Wednesday, May 13, 2015
Recently, two papers were published by our group on Rabies. Rabies is not the animal health problem that we discuss often in this blog, but it is a serious animal disease and more important: rabies is an important zoonosis. Still in 2015, according to estimations from the global disease burden study, approximately 55,000 people die of rabies each year. And more important and, in my personal opinion, striking: these deaths can be prevented. We know how to control rabies. Many countries are free of rabies, while even when a country is not free by vaccination or, as a last resort, by post exposure prophylaxis (PEP), human casus can be prevented.
A study of Ewaldus Wera (from the Kupang State Agricultural Polytechnic and doing is PhD at Wageningen University) that was published in 2013 showed that on Flores Island during the last 12 years in total $US 8.5 mln was spent on control of rabies in dogs. During the same period, a total of $US 4.8 mln was spent on PEP. In total an average of $US 1.1 mln per year. This is a large amount of money for an island with a population of approximately 1.8 mln people ($ 611 per person per year, where the average daily wage is not more than $ 5).
By the establishment of good dog rabies control programs, the total costs of rabies (dog rabies control plus PEP) could be decreased. However, despite the amount of money spent, rabies is not (yet) controlled.
A second study of Ewaldus has recently been published in PLOS Neglected Diseases. In this second study, 450 dog owners in two regions on Flores island were interviewed regarding the uptake of rabies control measures, which is despite the vaccination campaigns that were held not sufficient. The most important reasons to not join vaccination campaigns were a lack of information and the difficulty to catch the dogs during the campaign. Another interesting aspect was the accessibility of the village. Those villages with bad accessibility (which means that you cannot get ther by car, only by motorbike or foot) had a lower uptake of vaccination as well. This means that in the future, we have to think about the setup of vaccination campaigns: make sure that dog owners do receive enough information about the campaign and make sure that the campaign is held in such times that the dog owner is not in the field with his dog(s).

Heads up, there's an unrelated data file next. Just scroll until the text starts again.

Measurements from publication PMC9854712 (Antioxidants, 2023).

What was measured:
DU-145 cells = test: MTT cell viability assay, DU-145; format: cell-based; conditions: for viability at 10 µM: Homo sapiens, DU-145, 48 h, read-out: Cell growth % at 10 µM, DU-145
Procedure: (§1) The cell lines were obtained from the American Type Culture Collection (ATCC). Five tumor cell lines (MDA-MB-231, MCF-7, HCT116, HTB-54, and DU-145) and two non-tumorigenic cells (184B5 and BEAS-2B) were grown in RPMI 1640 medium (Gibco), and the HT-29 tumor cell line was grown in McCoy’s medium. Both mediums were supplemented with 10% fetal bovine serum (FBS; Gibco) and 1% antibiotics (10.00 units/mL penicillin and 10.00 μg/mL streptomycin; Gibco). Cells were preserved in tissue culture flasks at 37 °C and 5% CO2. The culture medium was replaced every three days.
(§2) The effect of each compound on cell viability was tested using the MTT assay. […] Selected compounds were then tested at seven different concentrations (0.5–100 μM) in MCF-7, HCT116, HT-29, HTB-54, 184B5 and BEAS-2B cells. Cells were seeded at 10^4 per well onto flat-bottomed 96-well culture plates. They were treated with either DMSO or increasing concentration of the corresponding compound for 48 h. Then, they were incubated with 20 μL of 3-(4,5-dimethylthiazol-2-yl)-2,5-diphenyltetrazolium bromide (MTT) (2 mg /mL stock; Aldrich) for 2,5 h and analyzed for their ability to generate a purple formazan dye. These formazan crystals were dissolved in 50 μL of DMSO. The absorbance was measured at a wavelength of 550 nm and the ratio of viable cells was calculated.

A second PhD student working on rabies is Tariku Jibat. He is working on the College of Veterinary Medicine and Agriculture, Addis Ababa University, Ethiopia and also doing his PhD work in our group in Wageningen. Tariku started later and is now in Ethiopia collecting his field data. However, he did recently publish a review on vaccination coverage rates in Africa in PLOS Neglected Tropical Diseases.In total 16 articles were published on rabies vaccination coverage in Africa. Although free roaming dogs are seen as a vaccination problem, the review showed that most dogs do have an owner. There is also a large proportion of puppies in the total dog population. Uptake of vaccination is 68% (almost the 70 % recommendation of the WHO) when vaccination is free of charge. When owners have to pay, uptake of rabies vaccination is only 18%.